A Plan for Circuit City Stores

One of the most interesting ideas I heard at the Summit was at an IMBA advocacy session. Sitting next to IMBA trail guru Rich Edwards, I began discussing potential indoor mountain bike facilities in Detroit.

Rich mentioned another more suburban opportunity.

567 Circuit City stores have closed around the U.S. These stores are large, well-lit, have concrete floors, heat, water, and very few uses — especially in this market.

One alternative idea is to make them into indoor dirt parks.

John Burke (right) holds a Detroit Gets Green pin

John Burke (right) holds a Detroit Gets Green pin

Trek Ride in Detroit

I attended the Summit with Mike Reuter and Cullen Watkins from American Cycle and Fitness. They invited me to a Trek dealer event at the Summit hosted by President John Burke.

After giving John a brief overview of what we’re achieving in Detroit, he offered to come to town this spring for an urban tour.

Detroit is 140 square miles with zero bike shops stocking new bikes on their floor.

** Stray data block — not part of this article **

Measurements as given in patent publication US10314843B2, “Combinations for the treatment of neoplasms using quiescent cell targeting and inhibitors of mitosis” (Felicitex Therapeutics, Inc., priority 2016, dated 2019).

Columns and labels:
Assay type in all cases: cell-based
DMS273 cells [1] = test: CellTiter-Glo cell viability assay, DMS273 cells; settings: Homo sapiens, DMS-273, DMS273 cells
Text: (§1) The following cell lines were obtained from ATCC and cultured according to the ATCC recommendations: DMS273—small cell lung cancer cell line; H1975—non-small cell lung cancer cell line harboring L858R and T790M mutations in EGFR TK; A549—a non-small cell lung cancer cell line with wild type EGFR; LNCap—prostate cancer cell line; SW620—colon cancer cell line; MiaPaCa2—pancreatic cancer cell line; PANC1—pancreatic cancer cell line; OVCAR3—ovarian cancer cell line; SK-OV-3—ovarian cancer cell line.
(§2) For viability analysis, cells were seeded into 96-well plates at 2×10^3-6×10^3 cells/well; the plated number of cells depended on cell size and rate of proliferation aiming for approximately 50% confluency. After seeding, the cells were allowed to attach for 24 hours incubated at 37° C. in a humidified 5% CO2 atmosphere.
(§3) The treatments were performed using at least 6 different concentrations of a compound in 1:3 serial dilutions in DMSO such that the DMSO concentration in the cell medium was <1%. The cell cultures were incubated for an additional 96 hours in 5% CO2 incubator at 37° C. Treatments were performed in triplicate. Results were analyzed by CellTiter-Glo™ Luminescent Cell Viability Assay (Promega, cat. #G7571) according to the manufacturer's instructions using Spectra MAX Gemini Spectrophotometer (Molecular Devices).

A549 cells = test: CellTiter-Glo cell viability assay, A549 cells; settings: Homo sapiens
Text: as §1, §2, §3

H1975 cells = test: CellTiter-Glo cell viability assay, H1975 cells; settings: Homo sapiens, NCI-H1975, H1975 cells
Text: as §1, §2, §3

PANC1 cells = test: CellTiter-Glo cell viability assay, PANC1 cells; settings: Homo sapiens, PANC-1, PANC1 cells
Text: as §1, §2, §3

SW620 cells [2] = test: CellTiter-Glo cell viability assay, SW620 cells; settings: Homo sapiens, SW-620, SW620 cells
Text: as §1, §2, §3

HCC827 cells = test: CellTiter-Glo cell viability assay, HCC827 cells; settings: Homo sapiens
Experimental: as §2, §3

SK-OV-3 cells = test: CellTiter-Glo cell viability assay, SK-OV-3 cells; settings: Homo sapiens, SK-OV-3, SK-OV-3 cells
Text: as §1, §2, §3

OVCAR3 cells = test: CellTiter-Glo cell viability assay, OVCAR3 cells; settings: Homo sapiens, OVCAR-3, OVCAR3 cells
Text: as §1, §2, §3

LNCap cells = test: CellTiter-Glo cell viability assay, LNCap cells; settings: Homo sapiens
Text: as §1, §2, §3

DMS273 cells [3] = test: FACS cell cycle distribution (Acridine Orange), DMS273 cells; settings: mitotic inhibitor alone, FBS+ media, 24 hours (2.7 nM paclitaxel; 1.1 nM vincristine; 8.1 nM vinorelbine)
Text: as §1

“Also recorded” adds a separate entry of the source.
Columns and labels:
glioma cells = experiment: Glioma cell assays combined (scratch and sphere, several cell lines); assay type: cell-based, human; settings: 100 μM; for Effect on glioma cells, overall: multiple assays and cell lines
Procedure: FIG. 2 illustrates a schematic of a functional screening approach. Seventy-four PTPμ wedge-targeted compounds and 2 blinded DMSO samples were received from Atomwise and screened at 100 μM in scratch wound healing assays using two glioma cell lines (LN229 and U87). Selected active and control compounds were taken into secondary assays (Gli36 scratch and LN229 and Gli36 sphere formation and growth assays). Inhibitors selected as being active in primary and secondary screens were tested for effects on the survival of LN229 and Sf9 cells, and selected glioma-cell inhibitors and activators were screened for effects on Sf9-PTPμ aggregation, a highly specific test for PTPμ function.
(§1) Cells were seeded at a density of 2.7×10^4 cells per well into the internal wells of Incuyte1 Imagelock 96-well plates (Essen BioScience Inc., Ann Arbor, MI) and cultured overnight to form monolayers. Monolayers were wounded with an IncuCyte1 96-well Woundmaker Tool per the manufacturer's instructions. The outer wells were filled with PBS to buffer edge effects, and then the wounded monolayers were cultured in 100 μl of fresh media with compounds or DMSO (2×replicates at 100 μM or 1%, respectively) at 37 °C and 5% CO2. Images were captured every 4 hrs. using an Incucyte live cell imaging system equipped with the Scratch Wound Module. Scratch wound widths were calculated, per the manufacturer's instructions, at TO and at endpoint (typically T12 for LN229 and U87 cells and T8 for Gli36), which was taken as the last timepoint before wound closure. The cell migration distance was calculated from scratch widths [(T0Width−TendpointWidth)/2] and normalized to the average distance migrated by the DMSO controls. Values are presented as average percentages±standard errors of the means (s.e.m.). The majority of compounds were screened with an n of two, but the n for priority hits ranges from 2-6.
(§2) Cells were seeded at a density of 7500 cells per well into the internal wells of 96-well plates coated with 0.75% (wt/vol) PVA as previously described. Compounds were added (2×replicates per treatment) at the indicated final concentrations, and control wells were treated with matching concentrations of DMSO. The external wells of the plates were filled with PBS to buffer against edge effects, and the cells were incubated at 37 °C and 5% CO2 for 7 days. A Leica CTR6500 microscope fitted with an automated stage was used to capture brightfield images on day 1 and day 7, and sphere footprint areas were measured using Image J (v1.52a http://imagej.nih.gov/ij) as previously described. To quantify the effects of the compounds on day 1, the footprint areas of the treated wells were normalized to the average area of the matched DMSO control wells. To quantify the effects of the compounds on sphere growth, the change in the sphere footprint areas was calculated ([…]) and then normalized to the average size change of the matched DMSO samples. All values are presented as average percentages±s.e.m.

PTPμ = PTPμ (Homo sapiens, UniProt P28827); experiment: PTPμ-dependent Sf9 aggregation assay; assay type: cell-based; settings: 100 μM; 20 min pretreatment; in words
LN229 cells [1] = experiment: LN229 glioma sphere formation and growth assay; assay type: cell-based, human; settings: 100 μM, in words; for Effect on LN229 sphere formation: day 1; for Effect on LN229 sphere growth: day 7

Cyclists are Important Users

Ray LaHood, the Department of Transportation Secretary has a blog where he recently left comments on attending the National Bike Summit.

On Wednesday, I had the pleasure of addressing the National Bike Summit. I was invited to speak as a member of the Obama administration, but I have been a supporter of bicycling for many years and was a member of the Congressional Bike Caucus when I was in Congress.

Still, I don’t think the League of American Bicyclists knew what to expect when they invited me to their summit.

I hope they were pleasantly surprised because I am committed to investing in programs that encourage bikes to coexist with other modes and to safely share our roads and bridges. And there’s strong support in Congress for these goals as well.

Secretary LaHood also noted his excitement for the Active Transportation pilot program. The city of Detroit has submitted a proposal for participating in this program under the next federal transportation bill.

National Bike Summit Breakfast: Day Three